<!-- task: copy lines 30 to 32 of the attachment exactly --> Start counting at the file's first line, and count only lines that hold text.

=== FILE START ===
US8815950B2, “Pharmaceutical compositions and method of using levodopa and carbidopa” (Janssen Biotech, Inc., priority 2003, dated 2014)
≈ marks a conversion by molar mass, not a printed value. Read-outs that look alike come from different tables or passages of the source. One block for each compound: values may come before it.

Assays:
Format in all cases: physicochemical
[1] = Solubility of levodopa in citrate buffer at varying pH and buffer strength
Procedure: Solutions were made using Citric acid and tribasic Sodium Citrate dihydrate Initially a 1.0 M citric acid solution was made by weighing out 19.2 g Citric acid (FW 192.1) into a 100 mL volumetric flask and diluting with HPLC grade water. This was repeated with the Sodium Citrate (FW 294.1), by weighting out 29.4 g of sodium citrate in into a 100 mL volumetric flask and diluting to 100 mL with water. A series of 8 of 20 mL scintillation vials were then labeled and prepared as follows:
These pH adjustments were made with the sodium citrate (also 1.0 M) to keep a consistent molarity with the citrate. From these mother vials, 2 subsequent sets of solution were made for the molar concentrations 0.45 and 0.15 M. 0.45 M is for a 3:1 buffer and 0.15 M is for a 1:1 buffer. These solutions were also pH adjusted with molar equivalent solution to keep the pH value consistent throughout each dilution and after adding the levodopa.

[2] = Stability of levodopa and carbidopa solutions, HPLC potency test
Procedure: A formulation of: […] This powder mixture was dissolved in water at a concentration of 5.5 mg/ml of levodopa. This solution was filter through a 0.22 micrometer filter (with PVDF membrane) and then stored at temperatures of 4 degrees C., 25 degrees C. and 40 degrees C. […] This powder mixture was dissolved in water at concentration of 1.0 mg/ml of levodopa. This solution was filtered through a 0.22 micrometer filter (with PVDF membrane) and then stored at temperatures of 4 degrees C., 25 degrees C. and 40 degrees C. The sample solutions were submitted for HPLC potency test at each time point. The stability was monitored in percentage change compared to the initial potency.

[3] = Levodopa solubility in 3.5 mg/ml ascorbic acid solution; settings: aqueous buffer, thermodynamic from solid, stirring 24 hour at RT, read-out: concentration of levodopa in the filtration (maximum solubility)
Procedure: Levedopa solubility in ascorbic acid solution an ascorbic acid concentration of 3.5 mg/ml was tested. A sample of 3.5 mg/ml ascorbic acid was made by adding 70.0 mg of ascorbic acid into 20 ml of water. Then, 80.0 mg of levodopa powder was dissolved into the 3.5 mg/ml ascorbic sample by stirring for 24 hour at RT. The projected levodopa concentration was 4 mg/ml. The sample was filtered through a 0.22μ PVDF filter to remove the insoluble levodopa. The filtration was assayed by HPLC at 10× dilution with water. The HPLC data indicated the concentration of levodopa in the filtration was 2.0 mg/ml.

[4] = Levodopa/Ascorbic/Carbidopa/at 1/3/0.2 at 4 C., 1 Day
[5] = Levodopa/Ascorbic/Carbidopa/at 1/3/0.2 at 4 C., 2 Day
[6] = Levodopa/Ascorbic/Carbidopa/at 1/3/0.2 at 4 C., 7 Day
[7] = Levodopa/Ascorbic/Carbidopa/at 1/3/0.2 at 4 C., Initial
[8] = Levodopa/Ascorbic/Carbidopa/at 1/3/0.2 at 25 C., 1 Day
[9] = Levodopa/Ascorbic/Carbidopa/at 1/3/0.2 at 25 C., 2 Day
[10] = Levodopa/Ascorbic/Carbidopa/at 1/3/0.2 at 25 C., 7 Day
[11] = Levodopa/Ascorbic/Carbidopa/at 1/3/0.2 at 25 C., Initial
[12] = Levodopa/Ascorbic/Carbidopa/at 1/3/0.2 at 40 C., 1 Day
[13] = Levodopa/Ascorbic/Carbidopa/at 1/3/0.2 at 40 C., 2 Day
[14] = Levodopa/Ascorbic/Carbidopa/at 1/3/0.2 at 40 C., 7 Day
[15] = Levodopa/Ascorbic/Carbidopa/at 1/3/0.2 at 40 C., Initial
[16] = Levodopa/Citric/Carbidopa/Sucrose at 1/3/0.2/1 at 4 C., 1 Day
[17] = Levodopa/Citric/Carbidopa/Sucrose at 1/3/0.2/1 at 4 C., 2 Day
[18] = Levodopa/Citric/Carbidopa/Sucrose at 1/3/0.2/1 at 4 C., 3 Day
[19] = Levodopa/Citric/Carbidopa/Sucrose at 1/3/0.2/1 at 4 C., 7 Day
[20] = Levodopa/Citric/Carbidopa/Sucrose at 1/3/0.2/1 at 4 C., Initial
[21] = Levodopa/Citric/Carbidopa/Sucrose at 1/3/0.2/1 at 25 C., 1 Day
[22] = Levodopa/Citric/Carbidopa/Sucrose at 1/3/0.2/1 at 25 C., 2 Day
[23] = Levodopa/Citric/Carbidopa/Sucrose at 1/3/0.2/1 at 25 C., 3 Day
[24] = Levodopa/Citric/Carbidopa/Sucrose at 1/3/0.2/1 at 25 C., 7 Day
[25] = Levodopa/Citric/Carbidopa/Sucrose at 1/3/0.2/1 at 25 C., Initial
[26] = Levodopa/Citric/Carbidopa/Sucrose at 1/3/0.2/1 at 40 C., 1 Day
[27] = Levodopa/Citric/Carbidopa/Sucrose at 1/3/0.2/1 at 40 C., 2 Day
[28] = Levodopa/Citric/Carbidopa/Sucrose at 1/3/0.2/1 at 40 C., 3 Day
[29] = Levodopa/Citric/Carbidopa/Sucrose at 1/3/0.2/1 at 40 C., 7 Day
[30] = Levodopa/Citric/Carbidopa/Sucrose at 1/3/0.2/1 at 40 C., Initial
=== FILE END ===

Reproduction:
[22] = Levodopa/Citric/Carbidopa/Sucrose at 1/3/0.2/1 at 25 C., 2 Day
[23] = Levodopa/Citric/Carbidopa/Sucrose at 1/3/0.2/1 at 25 C., 3 Day
[24] = Levodopa/Citric/Carbidopa/Sucrose at 1/3/0.2/1 at 25 C., 7 Day